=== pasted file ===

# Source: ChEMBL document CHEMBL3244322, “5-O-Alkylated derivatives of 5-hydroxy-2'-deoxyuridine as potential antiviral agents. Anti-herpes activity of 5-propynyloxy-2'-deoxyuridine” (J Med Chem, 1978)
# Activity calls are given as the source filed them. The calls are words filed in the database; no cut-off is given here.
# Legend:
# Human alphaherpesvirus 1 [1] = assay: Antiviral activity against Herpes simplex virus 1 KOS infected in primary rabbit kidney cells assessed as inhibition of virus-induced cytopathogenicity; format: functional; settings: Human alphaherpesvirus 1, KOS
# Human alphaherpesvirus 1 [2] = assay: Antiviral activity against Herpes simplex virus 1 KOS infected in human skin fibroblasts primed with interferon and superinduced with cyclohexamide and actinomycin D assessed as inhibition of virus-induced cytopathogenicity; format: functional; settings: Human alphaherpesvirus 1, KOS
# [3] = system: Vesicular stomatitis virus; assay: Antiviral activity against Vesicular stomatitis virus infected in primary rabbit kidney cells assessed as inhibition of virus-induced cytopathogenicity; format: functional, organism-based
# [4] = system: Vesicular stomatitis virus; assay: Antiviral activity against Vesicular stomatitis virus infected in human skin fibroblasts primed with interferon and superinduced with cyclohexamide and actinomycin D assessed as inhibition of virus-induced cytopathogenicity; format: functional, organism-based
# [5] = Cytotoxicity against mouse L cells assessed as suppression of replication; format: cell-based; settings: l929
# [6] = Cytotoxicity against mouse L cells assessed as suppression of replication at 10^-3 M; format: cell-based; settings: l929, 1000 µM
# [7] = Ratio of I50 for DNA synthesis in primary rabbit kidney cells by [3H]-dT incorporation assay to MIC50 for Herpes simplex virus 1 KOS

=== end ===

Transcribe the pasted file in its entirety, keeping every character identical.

# Source: ChEMBL document CHEMBL3244322, “5-O-Alkylated derivatives of 5-hydroxy-2'-deoxyuridine as potential antiviral agents. Anti-herpes activity of 5-propynyloxy-2'-deoxyuridine” (J Med Chem, 1978)
# Activity calls are given as the source filed them. The calls are words filed in the database; no cut-off is given here.
# Legend:
# Human alphaherpesvirus 1 [1] = assay: Antiviral activity against Herpes simplex virus 1 KOS infected in primary rabbit kidney cells assessed as inhibition of virus-induced cytopathogenicity; format: functional; settings: Human alphaherpesvirus 1, KOS
# Human alphaherpesvirus 1 [2] = assay: Antiviral activity against Herpes simplex virus 1 KOS infected in human skin fibroblasts primed with interferon and superinduced with cyclohexamide and actinomycin D assessed as inhibition of virus-induced cytopathogenicity; format: functional; settings: Human alphaherpesvirus 1, KOS
# [3] = system: Vesicular stomatitis virus; assay: Antiviral activity against Vesicular stomatitis virus infected in primary rabbit kidney cells assessed as inhibition of virus-induced cytopathogenicity; format: functional, organism-based
# [4] = system: Vesicular stomatitis virus; assay: Antiviral activity against Vesicular stomatitis virus infected in human skin fibroblasts primed with interferon and superinduced with cyclohexamide and actinomycin D assessed as inhibition of virus-induced cytopathogenicity; format: functional, organism-based
# [5] = Cytotoxicity against mouse L cells assessed as suppression of replication; format: cell-based; settings: l929
# [6] = Cytotoxicity against mouse L cells assessed as suppression of replication at 10^-3 M; format: cell-based; settings: l929, 1000 µM
# [7] = Ratio of I50 for DNA synthesis in primary rabbit kidney cells by [3H]-dT incorporation assay to MIC50 for Herpes simplex virus 1 KOS